LinkLog: Deleted All The Software On The Planet

From Richard P. Gabriel – The Science of Nothing At All:

Imagine this: Dionysus has deleted all the software on the planet – what’s going to happen? You won’t be able to surf the Web, send email, make and run spreadsheets, use word processors, and download music. No more anonymously available dirty pictures, no more mapping services, no more reading newspapers from around the world, no more computer and video games, no more pocket organizers, no more modern warfare, governments will come to a halt. Well, that’s not so bad.

Oh, and movies will have cheesier special effects, Playboy centerfolds will seem to have more blemishes, buying airline tickets won’t work well, booking hotels will take longer, no one will be going into space, you’ll mostly be watching local TV, you won’t be getting the New York Times, Wall Street Journal, and The Economist in the mail, some airplanes will fall out of the sky.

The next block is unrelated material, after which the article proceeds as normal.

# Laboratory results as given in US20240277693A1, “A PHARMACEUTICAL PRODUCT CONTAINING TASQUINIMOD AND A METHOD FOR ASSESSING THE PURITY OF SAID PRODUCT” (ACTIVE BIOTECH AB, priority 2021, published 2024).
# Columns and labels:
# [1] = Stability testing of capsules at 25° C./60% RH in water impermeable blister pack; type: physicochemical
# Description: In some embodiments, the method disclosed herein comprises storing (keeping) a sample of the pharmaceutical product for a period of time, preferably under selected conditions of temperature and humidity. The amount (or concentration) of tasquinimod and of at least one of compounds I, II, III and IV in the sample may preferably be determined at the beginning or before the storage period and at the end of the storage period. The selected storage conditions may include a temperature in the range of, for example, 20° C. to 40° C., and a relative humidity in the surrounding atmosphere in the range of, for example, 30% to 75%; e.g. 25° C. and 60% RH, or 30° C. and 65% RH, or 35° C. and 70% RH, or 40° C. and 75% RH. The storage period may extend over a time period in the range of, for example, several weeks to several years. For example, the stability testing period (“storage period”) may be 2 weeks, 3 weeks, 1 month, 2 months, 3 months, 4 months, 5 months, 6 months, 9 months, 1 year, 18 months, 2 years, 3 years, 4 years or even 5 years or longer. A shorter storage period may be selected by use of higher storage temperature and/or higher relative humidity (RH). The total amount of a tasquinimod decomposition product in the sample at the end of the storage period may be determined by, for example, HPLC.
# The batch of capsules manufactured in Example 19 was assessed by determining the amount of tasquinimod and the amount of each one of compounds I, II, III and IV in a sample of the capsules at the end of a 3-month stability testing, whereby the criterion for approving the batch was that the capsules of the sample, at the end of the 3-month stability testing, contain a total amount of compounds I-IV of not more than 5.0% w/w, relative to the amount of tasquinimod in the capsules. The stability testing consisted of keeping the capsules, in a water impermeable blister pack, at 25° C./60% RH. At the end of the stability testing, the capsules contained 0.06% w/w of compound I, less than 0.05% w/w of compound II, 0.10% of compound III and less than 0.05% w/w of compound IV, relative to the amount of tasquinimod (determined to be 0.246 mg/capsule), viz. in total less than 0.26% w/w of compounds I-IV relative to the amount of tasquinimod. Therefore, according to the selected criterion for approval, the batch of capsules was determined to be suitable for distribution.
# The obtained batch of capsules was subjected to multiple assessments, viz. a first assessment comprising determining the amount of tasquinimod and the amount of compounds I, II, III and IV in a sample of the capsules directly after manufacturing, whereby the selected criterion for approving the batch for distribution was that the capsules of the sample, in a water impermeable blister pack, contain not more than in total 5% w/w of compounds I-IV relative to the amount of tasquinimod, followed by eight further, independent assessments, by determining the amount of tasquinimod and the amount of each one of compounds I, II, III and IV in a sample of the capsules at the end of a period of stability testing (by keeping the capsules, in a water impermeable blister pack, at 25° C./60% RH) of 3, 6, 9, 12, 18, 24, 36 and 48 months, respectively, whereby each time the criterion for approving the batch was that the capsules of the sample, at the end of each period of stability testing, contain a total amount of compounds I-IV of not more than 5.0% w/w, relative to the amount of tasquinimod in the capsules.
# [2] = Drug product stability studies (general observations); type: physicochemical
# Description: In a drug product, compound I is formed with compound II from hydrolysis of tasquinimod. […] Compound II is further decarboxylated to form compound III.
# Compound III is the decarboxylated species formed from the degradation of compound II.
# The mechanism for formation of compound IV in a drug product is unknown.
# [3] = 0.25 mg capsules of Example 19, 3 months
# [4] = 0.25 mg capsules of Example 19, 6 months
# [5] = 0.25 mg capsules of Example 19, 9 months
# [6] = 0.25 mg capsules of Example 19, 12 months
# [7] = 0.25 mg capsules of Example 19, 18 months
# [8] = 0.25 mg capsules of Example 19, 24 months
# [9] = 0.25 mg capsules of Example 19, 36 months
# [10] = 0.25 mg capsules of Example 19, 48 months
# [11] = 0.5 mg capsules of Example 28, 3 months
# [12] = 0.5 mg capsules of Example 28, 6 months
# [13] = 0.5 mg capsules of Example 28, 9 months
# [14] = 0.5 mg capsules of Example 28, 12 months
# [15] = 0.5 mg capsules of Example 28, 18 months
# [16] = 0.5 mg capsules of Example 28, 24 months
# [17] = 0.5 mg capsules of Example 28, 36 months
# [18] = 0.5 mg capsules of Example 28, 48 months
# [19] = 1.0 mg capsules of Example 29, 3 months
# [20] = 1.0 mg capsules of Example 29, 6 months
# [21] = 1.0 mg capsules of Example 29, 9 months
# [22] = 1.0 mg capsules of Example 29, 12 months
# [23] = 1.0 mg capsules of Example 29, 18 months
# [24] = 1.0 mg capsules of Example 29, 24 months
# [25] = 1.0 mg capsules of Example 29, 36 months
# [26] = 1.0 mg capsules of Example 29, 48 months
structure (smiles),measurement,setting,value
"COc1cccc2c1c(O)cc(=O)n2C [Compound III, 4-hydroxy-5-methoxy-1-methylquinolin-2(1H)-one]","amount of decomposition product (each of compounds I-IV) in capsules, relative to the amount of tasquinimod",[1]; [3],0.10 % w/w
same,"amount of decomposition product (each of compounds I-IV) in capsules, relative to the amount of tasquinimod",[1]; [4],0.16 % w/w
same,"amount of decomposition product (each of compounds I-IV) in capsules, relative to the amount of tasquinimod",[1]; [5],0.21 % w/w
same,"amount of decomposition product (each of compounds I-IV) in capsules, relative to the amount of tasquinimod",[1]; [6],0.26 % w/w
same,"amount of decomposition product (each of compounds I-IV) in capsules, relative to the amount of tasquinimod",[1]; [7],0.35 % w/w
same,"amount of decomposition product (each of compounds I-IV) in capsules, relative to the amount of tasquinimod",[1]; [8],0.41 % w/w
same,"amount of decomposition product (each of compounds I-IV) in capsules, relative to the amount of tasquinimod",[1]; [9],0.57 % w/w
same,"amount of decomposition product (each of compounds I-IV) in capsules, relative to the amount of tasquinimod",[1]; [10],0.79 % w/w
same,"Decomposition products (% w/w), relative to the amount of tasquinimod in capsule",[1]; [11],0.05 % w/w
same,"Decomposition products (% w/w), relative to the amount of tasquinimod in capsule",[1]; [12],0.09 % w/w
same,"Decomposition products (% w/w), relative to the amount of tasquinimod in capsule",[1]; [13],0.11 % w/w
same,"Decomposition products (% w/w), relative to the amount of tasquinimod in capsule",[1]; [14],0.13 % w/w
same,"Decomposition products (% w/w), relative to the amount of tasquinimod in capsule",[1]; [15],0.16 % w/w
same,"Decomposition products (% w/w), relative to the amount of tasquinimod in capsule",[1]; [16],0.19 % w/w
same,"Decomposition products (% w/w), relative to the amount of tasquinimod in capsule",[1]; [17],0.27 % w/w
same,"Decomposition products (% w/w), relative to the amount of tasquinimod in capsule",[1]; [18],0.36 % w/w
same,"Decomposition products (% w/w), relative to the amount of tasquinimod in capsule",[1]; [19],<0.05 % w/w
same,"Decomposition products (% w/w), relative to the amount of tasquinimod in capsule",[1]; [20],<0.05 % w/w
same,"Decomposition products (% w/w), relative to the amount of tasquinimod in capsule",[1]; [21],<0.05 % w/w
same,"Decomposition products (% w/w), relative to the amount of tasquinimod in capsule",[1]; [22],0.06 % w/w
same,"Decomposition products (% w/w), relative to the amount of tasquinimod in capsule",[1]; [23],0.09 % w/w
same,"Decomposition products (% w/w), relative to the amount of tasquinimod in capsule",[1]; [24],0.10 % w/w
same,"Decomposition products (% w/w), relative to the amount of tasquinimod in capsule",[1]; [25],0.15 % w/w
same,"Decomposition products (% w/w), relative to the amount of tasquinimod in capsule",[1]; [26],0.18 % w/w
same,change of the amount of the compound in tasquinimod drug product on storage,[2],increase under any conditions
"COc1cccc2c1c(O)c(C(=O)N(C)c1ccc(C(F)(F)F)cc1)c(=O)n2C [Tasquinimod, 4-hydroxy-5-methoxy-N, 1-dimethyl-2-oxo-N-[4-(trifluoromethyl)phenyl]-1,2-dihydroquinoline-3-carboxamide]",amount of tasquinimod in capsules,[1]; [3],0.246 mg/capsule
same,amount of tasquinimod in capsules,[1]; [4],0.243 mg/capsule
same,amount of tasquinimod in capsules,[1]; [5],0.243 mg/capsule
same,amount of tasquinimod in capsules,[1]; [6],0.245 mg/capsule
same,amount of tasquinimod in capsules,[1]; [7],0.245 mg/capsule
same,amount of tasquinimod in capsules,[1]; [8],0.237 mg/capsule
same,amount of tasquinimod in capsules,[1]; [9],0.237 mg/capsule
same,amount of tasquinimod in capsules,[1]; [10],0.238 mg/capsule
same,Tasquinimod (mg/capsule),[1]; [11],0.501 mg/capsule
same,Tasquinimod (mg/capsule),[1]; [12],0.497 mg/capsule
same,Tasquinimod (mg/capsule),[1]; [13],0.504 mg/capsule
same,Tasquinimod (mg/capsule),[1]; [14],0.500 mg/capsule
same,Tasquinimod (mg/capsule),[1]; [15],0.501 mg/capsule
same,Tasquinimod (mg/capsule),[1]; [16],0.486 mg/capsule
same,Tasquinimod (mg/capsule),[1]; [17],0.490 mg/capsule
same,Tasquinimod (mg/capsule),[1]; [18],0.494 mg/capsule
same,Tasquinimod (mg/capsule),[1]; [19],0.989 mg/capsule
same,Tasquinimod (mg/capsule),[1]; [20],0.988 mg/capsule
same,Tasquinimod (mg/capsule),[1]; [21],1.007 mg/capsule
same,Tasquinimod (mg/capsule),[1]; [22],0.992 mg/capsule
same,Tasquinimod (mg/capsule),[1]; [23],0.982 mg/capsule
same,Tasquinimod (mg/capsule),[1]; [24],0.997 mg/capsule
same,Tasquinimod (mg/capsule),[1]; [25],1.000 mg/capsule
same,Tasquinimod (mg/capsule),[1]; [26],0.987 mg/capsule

Wait, what’s that? – This is getting serious. No more telephones, some buildings will stop being livable, most cars will stop running, food won’t be delivered efficiently, health care – don’t want to think about that. We’d be thrown suddenly back into the 1950s or 1940s. Just about everything we do every day will change or disappear.

Software is a real part of our lives, a real part of the world. If it wasn’t real, then why does deleting it break so many things? Well of course it’s real: Big companies make lots of money creating it: Microsoft, Oracle, IBM; even smaller ones: Netscape, Borland, Adobe. A few million people earn their livings writing software, an equal number attend to those who create programs: documentation writers, testers, managers, customer support folks.

What’s writing software like?

What follows is a gripping tale. A must read, if you are a software professional.

2 thoughts on “LinkLog: Deleted All The Software On The Planet

  1. I’ve been involved with the CMM process as it was evolving to the CMMI in the early 90’s. Also taught graduate level software engineering as well as lead corporate software teams. This article looks interesting, but really seems like a retelling of the history of application development – just given a snazzy head and deck.

  2. Thank you for that observation. I think it does a good job of putting in context various methodologies and their place in software development.

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